13 March 2017


The Colombian and Sagan’s sprint battle heads to Milano-Sanremo. Quintana retains the Maglia Azzurra. The final ITT is tomorrow.

Fernando Gaviria (Quick-Step Floors) outsprinted Peter Sagan (Bora-Hansgrohe) to claim victory in stage 6 of the 2017 Tirreno-Adriatico at Civitanova Marche. It was his first stage win after he missed out on stage 3 due to being involved in a crash. It was a narrow margin following a race finale marred by several attacks in true classics style. Nairo Quintana (Movistar Team) remains in the overall lead ahead of the closing individual time trial in San Benedetto del Tronto.

Tomorrow, last stage of the race, the 10km Individual Time Trial at San Benedetto del Tronto. The first rider, Matteo Pelucchi (Bora-Hansgrohe), will start at 13.05. The last rider, the Maglia Azzurra Nairo Quintana (Movistar Team), will start at 15.58.




1 – Fernando Gaviria (Quick-Step Floors) 168km in 4’09’31”, average speed 40.398kph

2 – Peter Sagan (Bora-Hansgrohe) s.t.

3 – Jasper Stuyven (Trek – Segafredo) s.t.



1 – Nairo Quintana (Movistar Team)

2 – Thibaut Pinot (FDJ) at 50″

3 – Rohan Dennis (BMC Racing Team) at 1’06”



The stage winner Fernando Gaviria said: “It was a complicated and dangerous sprint. It was difficult for a single team to organize a train but we managed to win and we’re happy. I knew I had put my front wheel before Peter Sagan on the finishing line but I went to him afterwards to apologize for not giving him turns earlier on when we rode away – I couldn’t because my team-mate Niki Terpstra was at the front. Milan-Sanremo will be another story, after 290km of racing. Sagan might as well go solo on the Poggio and not be caught. I heard this race is a lottery but if someone [Eddy Merckx] has won it seven times, it can’t be a lottery. I’ll play my cards, hoping for the best.”


Peter Sagan, second today, said: “I’m not angry for losing today. I’m happy with how I’ve gone at Tirreno-Adriatico until now. Today’s finale was a bit complicated with a small downhill and riders away. It wasn’t a standard sprint. Gaviria will be one of my important rivals for Milan-Sanremo but there’ll be many more. It’s always an unpredictable race.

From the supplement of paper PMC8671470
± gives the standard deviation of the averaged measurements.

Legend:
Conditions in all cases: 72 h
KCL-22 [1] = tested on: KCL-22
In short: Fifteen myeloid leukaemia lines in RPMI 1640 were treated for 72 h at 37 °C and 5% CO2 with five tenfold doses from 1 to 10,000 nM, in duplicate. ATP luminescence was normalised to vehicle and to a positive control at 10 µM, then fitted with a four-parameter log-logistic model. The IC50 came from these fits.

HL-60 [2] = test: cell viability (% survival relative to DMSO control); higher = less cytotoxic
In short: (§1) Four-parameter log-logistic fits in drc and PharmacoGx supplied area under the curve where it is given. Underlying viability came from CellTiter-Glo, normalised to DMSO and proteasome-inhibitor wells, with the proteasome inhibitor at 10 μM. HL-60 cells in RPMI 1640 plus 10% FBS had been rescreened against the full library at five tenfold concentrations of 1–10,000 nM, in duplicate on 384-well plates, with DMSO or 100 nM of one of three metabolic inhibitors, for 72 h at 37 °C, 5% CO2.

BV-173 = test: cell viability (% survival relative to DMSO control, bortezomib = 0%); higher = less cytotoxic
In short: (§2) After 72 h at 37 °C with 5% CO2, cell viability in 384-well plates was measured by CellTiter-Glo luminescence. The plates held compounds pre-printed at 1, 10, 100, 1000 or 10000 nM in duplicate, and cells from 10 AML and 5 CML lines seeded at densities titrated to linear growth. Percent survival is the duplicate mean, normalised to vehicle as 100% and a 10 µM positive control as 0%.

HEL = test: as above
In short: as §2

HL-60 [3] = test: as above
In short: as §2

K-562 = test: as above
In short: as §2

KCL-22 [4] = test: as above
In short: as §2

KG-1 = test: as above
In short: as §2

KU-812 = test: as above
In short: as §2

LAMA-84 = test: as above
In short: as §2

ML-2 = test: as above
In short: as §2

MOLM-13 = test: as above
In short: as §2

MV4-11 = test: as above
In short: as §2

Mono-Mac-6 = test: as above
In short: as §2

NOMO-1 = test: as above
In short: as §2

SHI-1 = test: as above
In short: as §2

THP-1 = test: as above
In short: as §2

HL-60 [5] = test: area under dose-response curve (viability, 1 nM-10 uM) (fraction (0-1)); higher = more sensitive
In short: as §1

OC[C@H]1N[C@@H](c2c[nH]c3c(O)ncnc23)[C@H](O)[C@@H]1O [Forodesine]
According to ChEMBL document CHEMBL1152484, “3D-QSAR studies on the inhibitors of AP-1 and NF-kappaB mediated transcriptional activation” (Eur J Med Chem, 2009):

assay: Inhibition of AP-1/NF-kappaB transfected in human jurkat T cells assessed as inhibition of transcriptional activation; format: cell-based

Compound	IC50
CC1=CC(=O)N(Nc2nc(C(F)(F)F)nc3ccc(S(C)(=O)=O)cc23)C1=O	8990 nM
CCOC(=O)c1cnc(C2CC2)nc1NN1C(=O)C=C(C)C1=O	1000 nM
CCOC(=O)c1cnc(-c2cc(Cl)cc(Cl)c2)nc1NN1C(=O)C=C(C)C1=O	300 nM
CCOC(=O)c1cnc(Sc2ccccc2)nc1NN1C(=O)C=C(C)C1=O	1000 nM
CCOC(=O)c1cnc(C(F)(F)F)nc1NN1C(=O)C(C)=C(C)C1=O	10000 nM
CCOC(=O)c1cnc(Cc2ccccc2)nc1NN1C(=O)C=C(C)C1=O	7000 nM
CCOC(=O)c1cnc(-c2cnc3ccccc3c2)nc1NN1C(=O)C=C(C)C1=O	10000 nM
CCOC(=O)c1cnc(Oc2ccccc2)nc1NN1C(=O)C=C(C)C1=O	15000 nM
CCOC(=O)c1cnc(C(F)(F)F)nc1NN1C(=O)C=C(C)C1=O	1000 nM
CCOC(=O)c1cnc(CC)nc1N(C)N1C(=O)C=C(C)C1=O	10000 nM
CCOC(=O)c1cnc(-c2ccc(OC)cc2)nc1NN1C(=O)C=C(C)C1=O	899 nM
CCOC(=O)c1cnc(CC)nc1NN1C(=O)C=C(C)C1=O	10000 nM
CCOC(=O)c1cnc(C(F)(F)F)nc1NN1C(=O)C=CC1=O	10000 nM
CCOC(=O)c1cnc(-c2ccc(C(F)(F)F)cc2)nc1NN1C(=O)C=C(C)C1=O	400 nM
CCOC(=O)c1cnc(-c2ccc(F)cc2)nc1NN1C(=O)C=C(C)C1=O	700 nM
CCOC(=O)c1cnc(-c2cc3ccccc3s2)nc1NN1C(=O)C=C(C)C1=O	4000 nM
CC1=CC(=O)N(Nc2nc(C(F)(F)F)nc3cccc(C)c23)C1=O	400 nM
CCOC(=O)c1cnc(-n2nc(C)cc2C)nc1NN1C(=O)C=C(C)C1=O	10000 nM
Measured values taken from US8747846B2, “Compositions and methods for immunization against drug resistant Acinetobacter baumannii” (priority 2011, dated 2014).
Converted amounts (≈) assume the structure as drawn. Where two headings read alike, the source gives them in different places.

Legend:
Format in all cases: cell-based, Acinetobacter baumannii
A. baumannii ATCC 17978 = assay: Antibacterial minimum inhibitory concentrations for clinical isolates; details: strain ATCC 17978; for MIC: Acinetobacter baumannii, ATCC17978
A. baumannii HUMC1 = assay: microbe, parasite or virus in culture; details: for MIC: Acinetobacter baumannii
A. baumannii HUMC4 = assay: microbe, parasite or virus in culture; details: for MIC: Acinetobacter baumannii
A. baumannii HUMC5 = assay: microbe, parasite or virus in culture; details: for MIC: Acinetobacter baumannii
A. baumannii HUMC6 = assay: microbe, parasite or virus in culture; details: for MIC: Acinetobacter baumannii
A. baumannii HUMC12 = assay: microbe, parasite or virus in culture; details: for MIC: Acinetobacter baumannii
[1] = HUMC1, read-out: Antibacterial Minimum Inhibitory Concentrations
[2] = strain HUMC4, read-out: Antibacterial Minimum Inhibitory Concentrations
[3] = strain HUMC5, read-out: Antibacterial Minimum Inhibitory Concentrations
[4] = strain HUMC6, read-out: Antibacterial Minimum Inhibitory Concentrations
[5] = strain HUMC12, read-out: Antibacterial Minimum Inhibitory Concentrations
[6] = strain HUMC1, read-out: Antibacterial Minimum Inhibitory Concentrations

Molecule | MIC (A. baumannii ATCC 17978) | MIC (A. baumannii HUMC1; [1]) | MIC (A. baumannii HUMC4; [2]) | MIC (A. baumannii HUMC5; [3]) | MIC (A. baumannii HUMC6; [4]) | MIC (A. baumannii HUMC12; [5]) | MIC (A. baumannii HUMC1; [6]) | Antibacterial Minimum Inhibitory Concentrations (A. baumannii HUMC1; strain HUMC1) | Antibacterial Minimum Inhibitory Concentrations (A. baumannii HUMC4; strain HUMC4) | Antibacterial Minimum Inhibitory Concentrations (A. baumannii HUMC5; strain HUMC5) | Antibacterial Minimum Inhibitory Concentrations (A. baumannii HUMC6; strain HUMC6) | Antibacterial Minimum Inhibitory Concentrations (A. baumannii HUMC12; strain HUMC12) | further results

The Maglia Azzurra, Nairo Quintana said: “My team rode at the front in the finale in order to avoid any danger. Tomorrow it’s going to be an important test for me against the clock and I hope for the best outcome. I’m not at 100% capacity yet, I’m still missing some part of my preparation for the Giro. I also don’t think that I’ve reached my best sporting level yet. I physically improve every year. It’s interesting to see a Colombian sprinter like Fernando Gaviria coming up – he has a track background. Races in Colombia used to all finish uphill but times have changed. The new generation is producing different types of riders. I didn’t know Egan Bernal before this race. I spoke with him two days ago. He’s very young. He came in the pro ranks as a kid. He’s got class and the legs to succeed.”



Only three riders have won two stages at Tirreno-Adriatico before reaching the age of 23: Giuseppe Saronni (one stage in each of 1978, 1979 and 1980), Moreno Argentin (two stages in 1983), and now Fernando Gaviria (one stage in each of 2016 and 2017).

Fernando Gaviria denied Peter Sagan his third stage victory in this edition of Tirreno-Adriatico. The last rider to win three stages in the same year was Oscar Freire in 2008.

scar Freire nel 2008.